It seems that the next big thing for MPLAB, Microchip’s IDE, is going to be a move to NetBeans. MPLAB is, mostly, a pretty good place to develop embedded software for the Microchip PIC processors. All the variants from the venerable 16F84 up to the latest 32-bitdevices are catered for. Editing, programming and debugging can all be done from one handy-dandy application. Of course, it has its limitations…

Chief among these, for me, is that it will only run on Windows and I mostly use a mac at home. In fact, almost the only thing I need a windows PC for at home is working on my micromoice that use the dsPIC processor. Although I shall soon switch all new development to the STM32, there will remain a need to code for the dsPIC on the older mice.

Microchip have recognised that there is more to the world than Windows and so they are going to be releasing the next MPLAB generation using the NetBeans IDE. NetBeans is a Java based IDE capable of many tasks. Think of it as like clipse but much, much nicer – and smaller.

Don’t let the Java thing put you off either. Gone are the days when Java applications were automatically big and slow with wierd user interfaces. NetBeans will run on windows, OSX and Linux and runs pretty well identically on all platforms. I already use it as the platform of choice when I have code to edit. In fact, at home, I have the mouse code set up to be edited on the desktop Mac using NetBeans and only switch over to the windows laptop to compile and download to the target.

For my part, I can’t wait for the NetBeans version of MPLAB to become available.

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This Post Has 3 Comments

  1. peteh

    I downloaded a copy of this along with the C30 compiler and, so far, I am pretty impressed. It is a large download and took a little while to install on my mac but it tucks itself away quite neatly and just works.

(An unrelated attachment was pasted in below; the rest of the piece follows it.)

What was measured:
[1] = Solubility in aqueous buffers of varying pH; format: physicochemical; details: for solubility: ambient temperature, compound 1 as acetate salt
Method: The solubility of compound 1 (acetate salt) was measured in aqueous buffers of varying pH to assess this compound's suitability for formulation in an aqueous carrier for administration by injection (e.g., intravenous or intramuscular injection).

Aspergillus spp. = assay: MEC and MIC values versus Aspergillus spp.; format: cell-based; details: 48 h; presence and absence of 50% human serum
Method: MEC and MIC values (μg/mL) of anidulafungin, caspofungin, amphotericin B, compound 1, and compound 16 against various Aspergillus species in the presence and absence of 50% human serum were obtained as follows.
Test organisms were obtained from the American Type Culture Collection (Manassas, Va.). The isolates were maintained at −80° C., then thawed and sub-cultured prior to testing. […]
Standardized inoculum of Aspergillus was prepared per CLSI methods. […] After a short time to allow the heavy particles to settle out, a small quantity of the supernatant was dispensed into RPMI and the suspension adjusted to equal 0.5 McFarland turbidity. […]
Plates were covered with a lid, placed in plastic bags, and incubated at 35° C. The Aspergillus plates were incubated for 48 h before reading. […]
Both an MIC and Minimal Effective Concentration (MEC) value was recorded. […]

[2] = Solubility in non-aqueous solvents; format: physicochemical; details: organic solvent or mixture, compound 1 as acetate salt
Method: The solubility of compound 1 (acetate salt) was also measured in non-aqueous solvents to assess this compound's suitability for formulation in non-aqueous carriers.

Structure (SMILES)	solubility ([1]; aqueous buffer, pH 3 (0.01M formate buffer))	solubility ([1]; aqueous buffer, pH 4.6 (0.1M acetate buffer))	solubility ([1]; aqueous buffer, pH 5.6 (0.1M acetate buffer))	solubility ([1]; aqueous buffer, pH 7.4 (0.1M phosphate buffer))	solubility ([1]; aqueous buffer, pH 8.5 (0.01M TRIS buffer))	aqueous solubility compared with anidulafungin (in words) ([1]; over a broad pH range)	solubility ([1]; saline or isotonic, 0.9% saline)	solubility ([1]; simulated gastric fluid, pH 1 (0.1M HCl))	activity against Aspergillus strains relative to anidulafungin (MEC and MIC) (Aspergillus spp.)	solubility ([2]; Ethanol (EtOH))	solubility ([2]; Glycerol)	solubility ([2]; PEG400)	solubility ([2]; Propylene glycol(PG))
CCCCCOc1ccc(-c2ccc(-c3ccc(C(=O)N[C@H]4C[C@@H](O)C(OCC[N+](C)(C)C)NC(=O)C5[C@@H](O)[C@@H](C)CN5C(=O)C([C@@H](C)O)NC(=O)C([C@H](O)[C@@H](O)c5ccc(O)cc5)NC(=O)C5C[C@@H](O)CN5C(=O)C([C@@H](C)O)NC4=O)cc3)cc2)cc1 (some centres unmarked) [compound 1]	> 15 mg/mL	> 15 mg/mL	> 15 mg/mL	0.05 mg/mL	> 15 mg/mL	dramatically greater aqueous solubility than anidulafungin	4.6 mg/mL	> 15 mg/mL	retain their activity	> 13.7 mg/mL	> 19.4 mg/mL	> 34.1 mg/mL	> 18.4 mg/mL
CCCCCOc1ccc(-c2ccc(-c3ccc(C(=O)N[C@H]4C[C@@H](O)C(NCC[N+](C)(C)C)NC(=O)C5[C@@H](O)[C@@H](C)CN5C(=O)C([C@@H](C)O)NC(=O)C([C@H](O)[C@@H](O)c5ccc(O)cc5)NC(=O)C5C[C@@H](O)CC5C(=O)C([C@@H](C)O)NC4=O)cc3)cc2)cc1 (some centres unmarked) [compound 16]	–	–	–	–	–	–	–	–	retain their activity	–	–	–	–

MPLABX does not yet have support for the pickit2 programmer but this is promised in the release version. For now, the pickit3 is supported.

    In the meantime, if you have a pickit2, you can download a binary image of the command line pickit2 controller pk2cmd from here:

    This works pretty well but seems to have been written by windows programmers if its use of switches is anything to go by and it took a while to work out the eact set of options needed to program my device. I added a section to the project’s make file that looked like this:

    # Since there is only one target, you don't need to give one on the command line.
    # makefile extension to write the code to the device
    # -P causes the programmer to auto identify the device 
    # -W tells it the device has its own power
    # -M is to program the entire device
    # -E means erase the target
    # -F determines the filename - this only works to the default output
    # -R means release the reset line after programming
    PK2 = pk2cmd -P -W
    	@echo "Programming target..."
    	${PK2} -M -E -R -F${CND_ARTIFACT_DIR_default}/${PROJECTNAME}.production.hex

    Now I can just type make write from the project root folder to send the hex file to the device. It will only work in the default production mode but that will get me by until the pickit3 arrives and/or pickit2 support is added to the IDE.


  2. Arthur de Araújo Farias


    Why not Eclipse?

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